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Report: The real reasons behind hundreds of deaths during this year’s Hajj season

The Hajj season of this year has come to an end, with hundreds of pilgrims losing their lives. More than a 1,000  people are said to have died, and reports and witness statements indicate that the high temperatures—above 51 degrees Celsius (123 Fahrenheit)—were the primary cause of these fatalities.

An Arab diplomat was quoted by the French news agency as stating that 658 Egyptians had died, while Indonesia reported more than 200 deaths among its citizens, India reported 98 deaths, and Pakistan, Malaysia, Jordan, Iran, Senegal, Sudan, and the autonomous Iraqi Kurdistan region confirmed deaths as well. The Wall Street Journal also revealed that the US thought several Americans had passed away.

Many pilgrims are still missing today. Their friends and family are attempting to learn anything about their fate by posting on social media and looking through hospital records. Not everyone has heard the fate of their loved ones yet, especially since many of the deaths happened on the sides of the road and were not treated.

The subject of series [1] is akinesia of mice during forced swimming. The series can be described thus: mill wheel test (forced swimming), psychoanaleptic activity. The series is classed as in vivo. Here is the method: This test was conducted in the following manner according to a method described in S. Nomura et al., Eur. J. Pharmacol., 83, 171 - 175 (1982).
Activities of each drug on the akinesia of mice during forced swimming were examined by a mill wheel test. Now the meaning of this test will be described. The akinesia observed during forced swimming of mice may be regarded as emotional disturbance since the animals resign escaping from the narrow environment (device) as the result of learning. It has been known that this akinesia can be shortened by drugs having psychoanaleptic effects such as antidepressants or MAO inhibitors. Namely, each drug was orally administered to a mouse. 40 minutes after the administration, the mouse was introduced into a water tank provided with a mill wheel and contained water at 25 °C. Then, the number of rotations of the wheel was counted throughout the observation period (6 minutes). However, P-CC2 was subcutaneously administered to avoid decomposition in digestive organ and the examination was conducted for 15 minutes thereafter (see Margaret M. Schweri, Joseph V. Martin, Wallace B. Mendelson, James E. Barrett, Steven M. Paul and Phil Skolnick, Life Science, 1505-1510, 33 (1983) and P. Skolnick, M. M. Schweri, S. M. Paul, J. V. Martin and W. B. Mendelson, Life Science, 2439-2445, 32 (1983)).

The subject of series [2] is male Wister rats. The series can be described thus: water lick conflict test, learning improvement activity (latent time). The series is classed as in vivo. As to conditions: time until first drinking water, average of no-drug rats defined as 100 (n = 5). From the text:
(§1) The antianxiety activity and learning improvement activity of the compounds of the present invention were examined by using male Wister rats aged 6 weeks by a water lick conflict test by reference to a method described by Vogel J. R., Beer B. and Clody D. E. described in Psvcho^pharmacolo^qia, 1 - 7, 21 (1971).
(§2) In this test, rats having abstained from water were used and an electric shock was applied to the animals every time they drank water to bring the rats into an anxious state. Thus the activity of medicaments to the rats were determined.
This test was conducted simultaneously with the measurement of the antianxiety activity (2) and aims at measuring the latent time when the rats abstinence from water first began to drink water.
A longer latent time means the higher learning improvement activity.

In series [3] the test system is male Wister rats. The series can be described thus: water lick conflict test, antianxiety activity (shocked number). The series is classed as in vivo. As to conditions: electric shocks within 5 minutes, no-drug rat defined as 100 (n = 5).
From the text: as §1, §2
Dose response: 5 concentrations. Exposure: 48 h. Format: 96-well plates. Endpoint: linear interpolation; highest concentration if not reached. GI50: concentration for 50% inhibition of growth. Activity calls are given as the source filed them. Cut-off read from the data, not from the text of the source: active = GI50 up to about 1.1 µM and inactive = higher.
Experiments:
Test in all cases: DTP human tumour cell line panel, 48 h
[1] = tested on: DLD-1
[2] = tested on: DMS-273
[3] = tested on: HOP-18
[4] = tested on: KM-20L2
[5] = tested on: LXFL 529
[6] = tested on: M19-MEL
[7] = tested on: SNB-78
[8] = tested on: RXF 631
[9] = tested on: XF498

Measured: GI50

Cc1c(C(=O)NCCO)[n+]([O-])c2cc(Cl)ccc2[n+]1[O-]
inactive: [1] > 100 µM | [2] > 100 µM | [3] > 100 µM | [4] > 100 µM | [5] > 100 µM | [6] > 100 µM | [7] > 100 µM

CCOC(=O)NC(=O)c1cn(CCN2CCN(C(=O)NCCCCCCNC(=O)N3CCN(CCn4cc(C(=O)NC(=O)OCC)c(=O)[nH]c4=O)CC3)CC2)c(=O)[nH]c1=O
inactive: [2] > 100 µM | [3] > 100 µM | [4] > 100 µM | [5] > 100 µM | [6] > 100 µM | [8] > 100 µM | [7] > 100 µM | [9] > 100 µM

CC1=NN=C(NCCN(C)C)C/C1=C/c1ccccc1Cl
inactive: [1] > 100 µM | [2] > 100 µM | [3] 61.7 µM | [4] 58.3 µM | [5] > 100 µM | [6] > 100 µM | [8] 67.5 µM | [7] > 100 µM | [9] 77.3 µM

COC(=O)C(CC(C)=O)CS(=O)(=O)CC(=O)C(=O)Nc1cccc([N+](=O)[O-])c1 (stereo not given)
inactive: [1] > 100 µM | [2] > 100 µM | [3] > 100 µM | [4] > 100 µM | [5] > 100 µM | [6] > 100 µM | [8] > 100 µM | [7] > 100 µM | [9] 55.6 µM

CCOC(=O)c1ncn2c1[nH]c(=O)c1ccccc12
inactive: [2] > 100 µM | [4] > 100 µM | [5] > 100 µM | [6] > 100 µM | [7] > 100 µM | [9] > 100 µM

A study and examination of the true causes of hundreds of pilgrim deaths during a period when Saudi authorities claim to have met all requirements for pilgrim accommodations and supplies led to the conclusion that irregular Hajj was the most common cause. How exactly?

Due to their financial and living circumstances, many pilgrims are unable to afford the high costs of the Hajj. As a result, they often attempt to perform the Hajj without a permit, which entails entering Saudi Arabia on various visas prior to the Hajj, waiting until the start of the pilgrimage season, and then trying to enter the sacred sites covertly. However, under the guise of breaking the law, the Saudi authorities severely restrict the movement of these so-called prospective pilgrims and deny them access to all facilities and services.

Hajj without a permit is obviously prohibited, but the law must be followed in all aspects of its handling. The authorities’ decision to abandon these pilgrims to perish in harsh conditions is totally intolerable, solely because they lacked permits. Although the state could have prevented them from entering the holy sites, buses are assigned to take them outside the city or to a specific location away from the intense heat, where they will at the very least receive “water and first aid.”

The penalty for not having a permit to perform the Hajj must be proportionate to the transgression committed by these pilgrims, which is to be denied the opportunity to perform the Hajj rather than being threatened with death!

The Jordanian government announced in a statement on Friday that it had detained several travel brokers who helped Muslim pilgrims to Mecca travel without permission. Egypt is likewise carrying out a comparable probe. Later on Friday, 49 Tunisians were reported to have died; a statement claimed that the majority of the deceased were unregistered pilgrims. This led to the dismissal of the Minister of Religious Affairs by Tunisian President Kais Saied.